AMPERAGE Marketing & Fundraising

One-Minute MarketerThe Farmer (offline) and the Cowhand (online) Can be Friends

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The Farmer (offline) and the Cowhand (online) Can be Friends

I was in Oklahoma! in high school. There was a song in the play that reminded me of today’s online-offline battle. The song was “The Farmer and the Cowman.” The song goes, “Oh the farmer and the cowman should be friends…One man likes to push a plow, the other likes to chase a cow, but that is no reason why they can’t be friends. Territory folks should stick to together…”Yin Yang

Remi Abbas, in an article title “Get Ready for Digital Experience to Move Offline,” argues that we must move to a “blending of online and offline.” He calls for a multidimensional experience: Brands must not worry about scale so much, but create a “richer experience…with fuller resonance.”

We must think beyond the offline and online “zones.” The virtual world shows up in our real world and the real world shows up in the virtual world. Avoiding one or the other causes a disturbance in experience. My financial institution keeps pushing the digital experience. The problem is there is no emotional satisfaction. I only know them through the help line. I saw a recent bank ad campaign stating, “I love my bank.” That is a strong emotion for tech-only delivery.

We must meld the two worlds: We need to stop talking about the divide between the two. Marketing needs all the tools to make sure people feel a true affinity for an organization. They must care about you and what you sell (products, services, ideas or nonprofit missions). It’s the Yin and Yang—seemingly opposite forces which are actually complementary, interconnected and interdependent.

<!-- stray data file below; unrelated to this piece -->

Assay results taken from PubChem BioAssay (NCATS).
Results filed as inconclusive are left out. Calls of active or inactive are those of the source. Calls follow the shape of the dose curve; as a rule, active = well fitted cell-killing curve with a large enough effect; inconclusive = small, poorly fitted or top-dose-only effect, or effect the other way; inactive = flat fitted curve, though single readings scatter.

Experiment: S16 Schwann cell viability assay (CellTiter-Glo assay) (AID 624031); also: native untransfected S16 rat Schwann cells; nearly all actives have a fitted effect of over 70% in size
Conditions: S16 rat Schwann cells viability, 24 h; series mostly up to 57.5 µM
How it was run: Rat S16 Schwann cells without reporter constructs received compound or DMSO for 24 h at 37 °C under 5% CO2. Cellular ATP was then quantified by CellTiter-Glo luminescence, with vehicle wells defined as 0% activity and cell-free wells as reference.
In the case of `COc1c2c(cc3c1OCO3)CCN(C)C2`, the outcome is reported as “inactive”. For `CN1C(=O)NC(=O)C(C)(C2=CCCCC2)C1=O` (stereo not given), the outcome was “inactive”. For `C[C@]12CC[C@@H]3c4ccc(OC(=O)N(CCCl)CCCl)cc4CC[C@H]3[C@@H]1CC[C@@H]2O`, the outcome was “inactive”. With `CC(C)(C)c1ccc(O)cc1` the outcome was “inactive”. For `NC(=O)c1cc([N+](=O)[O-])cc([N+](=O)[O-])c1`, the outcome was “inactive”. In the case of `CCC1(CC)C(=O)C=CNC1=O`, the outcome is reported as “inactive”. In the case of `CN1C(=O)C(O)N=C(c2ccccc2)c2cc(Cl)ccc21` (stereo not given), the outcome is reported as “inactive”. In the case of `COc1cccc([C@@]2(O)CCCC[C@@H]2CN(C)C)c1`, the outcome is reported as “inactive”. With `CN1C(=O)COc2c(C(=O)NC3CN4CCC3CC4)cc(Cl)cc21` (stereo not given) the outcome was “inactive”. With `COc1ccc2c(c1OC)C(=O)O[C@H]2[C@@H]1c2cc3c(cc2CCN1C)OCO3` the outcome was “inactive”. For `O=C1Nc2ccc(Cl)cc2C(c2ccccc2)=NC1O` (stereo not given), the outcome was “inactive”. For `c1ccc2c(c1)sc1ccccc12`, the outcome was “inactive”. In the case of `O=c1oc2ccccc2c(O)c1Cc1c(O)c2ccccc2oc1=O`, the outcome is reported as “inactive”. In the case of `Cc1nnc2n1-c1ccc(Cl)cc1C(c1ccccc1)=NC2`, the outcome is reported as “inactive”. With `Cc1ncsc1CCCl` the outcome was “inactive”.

So the online and offline can be friends. Marketing folks should stick together, marketing folks (online and offline) must all be friends.  We need the duality of experience to move our organizations forward.

Written by:

Mark wrote his first direct-mail fundraising letter in 1981 for the University of Iowa Center for Advancement. The effort raised a few million dollars in undiscovered wills and legacy gifts. From that day forward Mark discovered a love of the big idea that moves the needle. After 12 years at KWWL, Mark became a business owner as a co-founder of ME&V — rebranded as AMPERAGE in 2015. After 25 years of leading creative teams in video production, graphic design, PR, writing and web development, Mark transitioned out of ownership in 2021. Today he serves in an employee role as special projects consultant. He is creatively ambidextrous — son of an artist and engineer — and famous for distilling complex ideas down to a few words and a few visuals. Mark is a writer. When he found that many nonprofits struggled with complex branding puzzles, he wrote the book, “NonProfit-NonMarketing .” He also wrote a novel called “Reenactment.” Mark is an active blogger OneMinuteMarketer® with nearly 1,000 readers each week on LinkedIn, Facebook, Twitter. One of his most popular YouTube videos is on “How to Look Good on Zoom.” One of Mark’s fondest business memories was being named to INC 500 two times and attending the INC 500 conference with other winners. Mark is considered by some a Civil War expert (and that explains his novel). Mark also served as an adjunct professor in the business and in the communications departments at Wartburg College. Mark is a graduate of the University of Iowa and is currently vice president of the University of Iowa Journalism and Mass Communications Advisory Board. Mark is married to state Sen. Liz Mathis, and the two love to travel, even when it means being trapped by a volcano in the Czech Republic for three weeks.